MANILA – The government remains committed to upholding accountability and sustaining a functional justice system that complies with the highest standards of protecting human rights, Justice Secretary Menardo Guevarra said Monday.
Speaking at the opening of the three-day Philippine Human Rights Summit 2020 at the Philippine International Convention Center (PICC) in Pasay City, Guevarra said the government continues to hold the ideals that sustainable peace can only come hand in hand with public confidence in the justice system.
“Peace is the work of justice. True peace demands more than security. True peace requires that the rights and liberties of our people are recognized by law, and guaranteed by the institutions through which they are enforced. Without justice, peace is compromised,” Guevarra said. “Accountability before the law is as much a crucial component of every effort to attain and rebuild peace.”
He also noted that Republic Act 11479 or the Anti-Terrorism Act (ATA) of 2020 has no shortcuts that would trample on human rights.
He noted that the law’s implementing rules and regulations clearly state that the prosecution has the burden to prove intent to endanger life or public safety.
“This prevents the abuse of the law to trifle without people’s exercise of their most fundamental rights,” he added.
Guevarra also clarified provisions of the ATA on “public notice” of those identified with designated terror groups, adding that the provision in effect is an efficient mechanism to allow unjustly targeted individuals to dispute their “listing”.
“By institutionalizing public notice concerning the result of the ATC’s (Anti-Terrorism Council) designation process, we give those adversely affected the opportunity to contest the designation and to avail themselves of delisting as a remedy,” Guevarra said. “Our realities today may differ from those of decades past. The threats we face, their causes and complications, and the forces behind them maybe. But their very existence underscores the fragility of our peace.”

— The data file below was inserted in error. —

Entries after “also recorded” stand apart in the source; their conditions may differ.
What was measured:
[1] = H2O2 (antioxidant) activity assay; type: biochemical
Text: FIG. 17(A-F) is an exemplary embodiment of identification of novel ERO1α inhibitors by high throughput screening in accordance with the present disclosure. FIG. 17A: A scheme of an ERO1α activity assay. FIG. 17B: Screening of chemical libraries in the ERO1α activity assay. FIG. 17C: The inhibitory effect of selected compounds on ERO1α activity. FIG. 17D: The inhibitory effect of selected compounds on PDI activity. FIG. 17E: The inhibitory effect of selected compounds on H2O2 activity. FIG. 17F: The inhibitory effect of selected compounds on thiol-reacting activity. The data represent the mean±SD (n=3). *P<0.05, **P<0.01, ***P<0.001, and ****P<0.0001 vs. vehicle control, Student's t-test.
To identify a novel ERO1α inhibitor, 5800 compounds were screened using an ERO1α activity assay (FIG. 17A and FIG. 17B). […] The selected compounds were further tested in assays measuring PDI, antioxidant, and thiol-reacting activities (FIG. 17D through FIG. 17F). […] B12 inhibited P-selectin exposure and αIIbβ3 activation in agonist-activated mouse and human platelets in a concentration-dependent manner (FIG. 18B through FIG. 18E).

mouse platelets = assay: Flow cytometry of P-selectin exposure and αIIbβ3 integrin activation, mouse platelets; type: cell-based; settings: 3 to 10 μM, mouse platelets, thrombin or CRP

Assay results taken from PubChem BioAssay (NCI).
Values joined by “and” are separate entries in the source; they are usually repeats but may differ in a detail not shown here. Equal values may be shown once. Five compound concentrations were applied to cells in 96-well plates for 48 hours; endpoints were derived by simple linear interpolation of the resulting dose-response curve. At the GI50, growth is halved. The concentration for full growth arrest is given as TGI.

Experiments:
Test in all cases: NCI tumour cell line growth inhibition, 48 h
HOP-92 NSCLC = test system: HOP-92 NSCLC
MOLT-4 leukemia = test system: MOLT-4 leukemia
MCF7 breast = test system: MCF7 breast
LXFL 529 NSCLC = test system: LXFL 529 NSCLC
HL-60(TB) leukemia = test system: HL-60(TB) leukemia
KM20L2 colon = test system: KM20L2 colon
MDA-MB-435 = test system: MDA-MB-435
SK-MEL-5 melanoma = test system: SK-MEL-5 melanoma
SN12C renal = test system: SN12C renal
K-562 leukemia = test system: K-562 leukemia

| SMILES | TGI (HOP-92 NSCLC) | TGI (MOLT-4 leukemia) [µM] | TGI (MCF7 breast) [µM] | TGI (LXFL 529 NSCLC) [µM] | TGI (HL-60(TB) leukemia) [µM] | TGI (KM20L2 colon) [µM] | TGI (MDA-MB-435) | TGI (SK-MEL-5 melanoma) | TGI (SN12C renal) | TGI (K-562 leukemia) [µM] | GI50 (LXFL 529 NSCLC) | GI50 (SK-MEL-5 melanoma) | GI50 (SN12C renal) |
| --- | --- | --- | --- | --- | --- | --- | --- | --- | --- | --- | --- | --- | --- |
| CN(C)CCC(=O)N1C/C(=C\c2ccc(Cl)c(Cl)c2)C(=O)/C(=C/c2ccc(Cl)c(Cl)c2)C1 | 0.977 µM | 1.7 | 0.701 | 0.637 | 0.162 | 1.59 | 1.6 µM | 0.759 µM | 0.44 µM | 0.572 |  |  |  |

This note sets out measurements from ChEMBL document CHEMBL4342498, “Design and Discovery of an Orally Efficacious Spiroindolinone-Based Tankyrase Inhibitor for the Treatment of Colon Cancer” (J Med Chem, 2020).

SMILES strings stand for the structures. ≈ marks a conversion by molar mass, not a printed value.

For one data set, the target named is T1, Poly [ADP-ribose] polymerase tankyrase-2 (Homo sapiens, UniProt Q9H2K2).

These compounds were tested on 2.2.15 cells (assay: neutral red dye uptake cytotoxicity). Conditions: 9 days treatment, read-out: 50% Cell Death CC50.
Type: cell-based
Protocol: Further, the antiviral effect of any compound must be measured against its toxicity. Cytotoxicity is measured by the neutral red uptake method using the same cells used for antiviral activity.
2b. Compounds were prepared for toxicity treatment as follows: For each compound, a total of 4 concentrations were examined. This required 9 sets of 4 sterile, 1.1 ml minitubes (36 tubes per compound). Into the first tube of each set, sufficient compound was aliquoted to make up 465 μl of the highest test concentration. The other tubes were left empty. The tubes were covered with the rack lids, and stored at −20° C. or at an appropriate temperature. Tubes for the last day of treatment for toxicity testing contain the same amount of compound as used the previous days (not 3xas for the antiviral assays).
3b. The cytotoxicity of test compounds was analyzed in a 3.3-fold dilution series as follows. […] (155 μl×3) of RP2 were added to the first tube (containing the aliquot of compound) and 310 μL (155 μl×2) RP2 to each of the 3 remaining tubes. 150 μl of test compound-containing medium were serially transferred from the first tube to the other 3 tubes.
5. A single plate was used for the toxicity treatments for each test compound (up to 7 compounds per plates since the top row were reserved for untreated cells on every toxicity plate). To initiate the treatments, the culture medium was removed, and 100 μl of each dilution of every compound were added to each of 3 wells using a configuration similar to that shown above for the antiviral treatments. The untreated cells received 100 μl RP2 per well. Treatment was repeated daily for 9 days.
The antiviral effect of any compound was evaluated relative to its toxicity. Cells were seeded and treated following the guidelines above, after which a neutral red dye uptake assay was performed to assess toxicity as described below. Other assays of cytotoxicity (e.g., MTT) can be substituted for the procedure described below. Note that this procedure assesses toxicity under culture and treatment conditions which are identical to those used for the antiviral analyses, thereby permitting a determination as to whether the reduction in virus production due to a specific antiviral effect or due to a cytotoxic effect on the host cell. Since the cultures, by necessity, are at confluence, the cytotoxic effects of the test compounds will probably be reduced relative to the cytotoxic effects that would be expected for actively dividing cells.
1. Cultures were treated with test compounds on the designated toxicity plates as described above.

Meanwhile, Labor Secretary Silvestre Bello III underscored the need to uphold workers’ rights in his speech during the summit.
For his part, United Nations Resident and Humanitarian Coordinator in the Philippines Gustavo Gonzalez said the international body would continue to work with stakeholders in the country to address challenges.
“We will work with the government of the Philippines, the Human Rights Commission, and civil society organizations, and we will draw on international experience and best practices to address human rights challenges,” Gonzalez said.
He also lauded the Philippine government for its active engagement and commitment to upholding human rights.
“A human rights lens puts everyone in the picture and ensures that no one is left behind. To the government of the Philippines — I want to thank you for your engagement and commitment that I have seen during my six months in this country. The United Nations pledges its full support and cooperation through our humanitarian, development and human rights programs,” he said.
Gonzalez also recalled the Philippines’ historical part in creating the ideals and principles behind the creation of the United Nations more than half a century ago when the Philippines was represented by Carlos P. Romulo.
“Interestingly, if you look at the UN seal today, you will find a tiny dot which is depicting the Philippines, in the area between the Pacific Ocean and the South China Sea. General Romulo insisted on that dot. In this spirit, each of us can all stand up for rights taking action. it may have been only a dot …but to those of us here, it is where human rights, development, and peace and security become real and have meaning,” Gonzalez said. (PNA)